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Test for desalting plant divisive

Several agencies involved in planning for a Cambrian desalinization plant have come to loggerheads about how and where to conduct a survey of potential seaside locales for the plant’s underground intake and outfall pipes. Cambria’s service district and the Army Corps of Engineers have presented a new plan to survey the mouth of Santa Rosa Creek while the Coastal Commission opposes such a move.

A previous planned survey of an area near the mouth of Santa Rosa Creek had been approved by the California Coastal Commission but ran afoul of regulations controlling a State Park natural preserve.

The geotechnical testing project is a joint venture of the Cambria Community Services District and Army Corps of Engineers, as would be the long planned-for desalting plant.

The testing would include some area surveys and about a dozen test locations below mean high tide. It would include samples of wet sand and soil collected during low-tide periods. Tests also would plot different subterranean materials by tracking sounds transmitted into beach sand from a hammer-struck steel plate. Such tests are designed to show the geology of the area and whether there’s enough sand from which a desalting plant could draw seawater.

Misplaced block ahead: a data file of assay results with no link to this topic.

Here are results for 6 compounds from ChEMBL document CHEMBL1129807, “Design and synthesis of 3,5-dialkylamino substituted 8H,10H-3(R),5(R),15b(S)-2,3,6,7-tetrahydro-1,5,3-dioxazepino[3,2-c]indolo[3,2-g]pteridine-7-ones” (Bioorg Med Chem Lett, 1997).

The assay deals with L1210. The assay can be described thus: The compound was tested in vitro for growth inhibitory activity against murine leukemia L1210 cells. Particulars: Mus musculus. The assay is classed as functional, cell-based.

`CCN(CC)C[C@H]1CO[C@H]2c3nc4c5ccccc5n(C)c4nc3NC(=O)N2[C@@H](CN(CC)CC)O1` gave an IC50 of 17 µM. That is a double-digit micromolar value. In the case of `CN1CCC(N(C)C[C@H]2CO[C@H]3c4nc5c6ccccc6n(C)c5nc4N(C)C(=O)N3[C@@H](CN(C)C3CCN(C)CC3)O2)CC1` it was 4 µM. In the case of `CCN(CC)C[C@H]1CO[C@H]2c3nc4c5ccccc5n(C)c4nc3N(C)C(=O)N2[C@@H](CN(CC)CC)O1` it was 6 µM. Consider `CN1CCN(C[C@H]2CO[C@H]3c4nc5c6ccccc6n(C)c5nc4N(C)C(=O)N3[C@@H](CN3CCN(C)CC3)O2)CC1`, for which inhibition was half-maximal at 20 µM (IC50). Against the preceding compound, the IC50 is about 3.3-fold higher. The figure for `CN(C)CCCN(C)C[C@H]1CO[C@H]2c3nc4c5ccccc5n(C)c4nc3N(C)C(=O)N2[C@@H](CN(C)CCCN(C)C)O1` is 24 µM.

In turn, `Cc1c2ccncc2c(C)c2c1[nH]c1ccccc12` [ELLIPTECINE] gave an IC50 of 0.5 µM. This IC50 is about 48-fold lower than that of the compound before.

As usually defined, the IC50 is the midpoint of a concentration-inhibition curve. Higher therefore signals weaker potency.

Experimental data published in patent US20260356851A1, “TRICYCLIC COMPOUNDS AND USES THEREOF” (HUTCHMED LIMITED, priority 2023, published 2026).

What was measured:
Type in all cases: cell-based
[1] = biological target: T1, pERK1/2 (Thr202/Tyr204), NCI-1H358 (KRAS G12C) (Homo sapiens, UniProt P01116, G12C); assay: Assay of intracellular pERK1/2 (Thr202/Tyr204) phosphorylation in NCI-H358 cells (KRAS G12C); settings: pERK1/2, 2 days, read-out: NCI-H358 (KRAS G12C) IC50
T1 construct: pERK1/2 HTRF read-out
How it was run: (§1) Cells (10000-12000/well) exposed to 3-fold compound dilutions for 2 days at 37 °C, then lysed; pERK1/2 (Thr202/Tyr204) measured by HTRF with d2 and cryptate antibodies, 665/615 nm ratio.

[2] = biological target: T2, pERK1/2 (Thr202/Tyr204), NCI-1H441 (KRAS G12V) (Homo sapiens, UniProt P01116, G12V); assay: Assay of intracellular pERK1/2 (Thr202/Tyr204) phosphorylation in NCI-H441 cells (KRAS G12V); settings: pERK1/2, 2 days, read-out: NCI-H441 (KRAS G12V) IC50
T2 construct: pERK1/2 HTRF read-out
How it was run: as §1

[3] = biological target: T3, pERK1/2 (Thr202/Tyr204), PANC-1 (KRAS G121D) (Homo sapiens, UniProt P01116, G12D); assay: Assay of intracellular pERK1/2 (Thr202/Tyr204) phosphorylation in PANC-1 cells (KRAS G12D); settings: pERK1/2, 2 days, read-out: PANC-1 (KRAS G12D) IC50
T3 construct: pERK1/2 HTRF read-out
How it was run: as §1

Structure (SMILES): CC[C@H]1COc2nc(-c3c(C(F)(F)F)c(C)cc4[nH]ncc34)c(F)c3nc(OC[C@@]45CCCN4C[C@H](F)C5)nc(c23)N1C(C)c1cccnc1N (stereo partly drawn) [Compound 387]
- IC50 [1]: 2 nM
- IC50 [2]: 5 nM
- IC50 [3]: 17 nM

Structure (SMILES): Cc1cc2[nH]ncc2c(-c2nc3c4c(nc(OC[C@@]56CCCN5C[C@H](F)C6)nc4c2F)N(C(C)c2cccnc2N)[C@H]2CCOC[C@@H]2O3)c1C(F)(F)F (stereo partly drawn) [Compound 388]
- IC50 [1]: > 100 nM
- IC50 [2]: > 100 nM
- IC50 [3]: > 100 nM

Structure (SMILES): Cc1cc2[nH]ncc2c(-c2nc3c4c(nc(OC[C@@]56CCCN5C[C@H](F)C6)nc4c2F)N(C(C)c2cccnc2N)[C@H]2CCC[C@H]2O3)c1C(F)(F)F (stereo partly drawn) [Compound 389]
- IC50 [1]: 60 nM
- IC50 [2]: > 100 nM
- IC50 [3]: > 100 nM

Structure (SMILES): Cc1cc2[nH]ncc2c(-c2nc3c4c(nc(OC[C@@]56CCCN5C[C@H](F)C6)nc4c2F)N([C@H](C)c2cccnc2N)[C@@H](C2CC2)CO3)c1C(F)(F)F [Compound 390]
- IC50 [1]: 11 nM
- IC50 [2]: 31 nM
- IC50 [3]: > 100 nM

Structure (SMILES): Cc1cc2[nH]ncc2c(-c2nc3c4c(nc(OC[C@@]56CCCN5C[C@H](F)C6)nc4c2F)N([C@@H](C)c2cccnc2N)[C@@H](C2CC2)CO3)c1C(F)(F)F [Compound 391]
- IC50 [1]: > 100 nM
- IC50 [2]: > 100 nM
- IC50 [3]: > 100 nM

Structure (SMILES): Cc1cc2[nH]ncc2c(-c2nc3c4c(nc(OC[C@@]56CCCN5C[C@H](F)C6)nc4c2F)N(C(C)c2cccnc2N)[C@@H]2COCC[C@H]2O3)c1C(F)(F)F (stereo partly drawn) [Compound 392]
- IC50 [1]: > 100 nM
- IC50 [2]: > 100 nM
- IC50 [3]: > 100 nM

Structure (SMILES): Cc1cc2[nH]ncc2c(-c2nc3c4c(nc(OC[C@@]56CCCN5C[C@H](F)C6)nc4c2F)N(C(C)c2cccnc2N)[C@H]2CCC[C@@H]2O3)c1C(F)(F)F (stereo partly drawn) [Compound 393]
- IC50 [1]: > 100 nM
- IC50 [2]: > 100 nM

The desalination project would provide the community with an alternate supply of water, a supply that's not dependent on rainfall. The community is subject to occasional droughts.

Commission staffer Tom Luster said in his official comments that, according to the current plan, the tests wouldn’t be extensive enough to give useful results. That’s why he’s recommending that the tests not go forward as presently proposed.

The district responded that Luster apparently misunderstands the process. The tests will indeed yield valuable insight into how suitable for desalination intake and outflow the geology is beneath the creek mouth.

Under the new proposal, the testing process would have as little an impact on the beach as possible because State Parks officials had previously barred the heavy equipment needed for the original tests.

However, Luster noted the tide line is within the Cambria State Marine Park and the Monterey Bay National Marine Sanctuary, which come to the table with their own sets of rules and regulations.

This is the latest testing plan proposed by the Corps and the district, which originally wanted the project to be near the mouth of San Simeon Creek, but shifted it southward in 2007 when the commission turned down that plan, requiring the agencies to test other sites.

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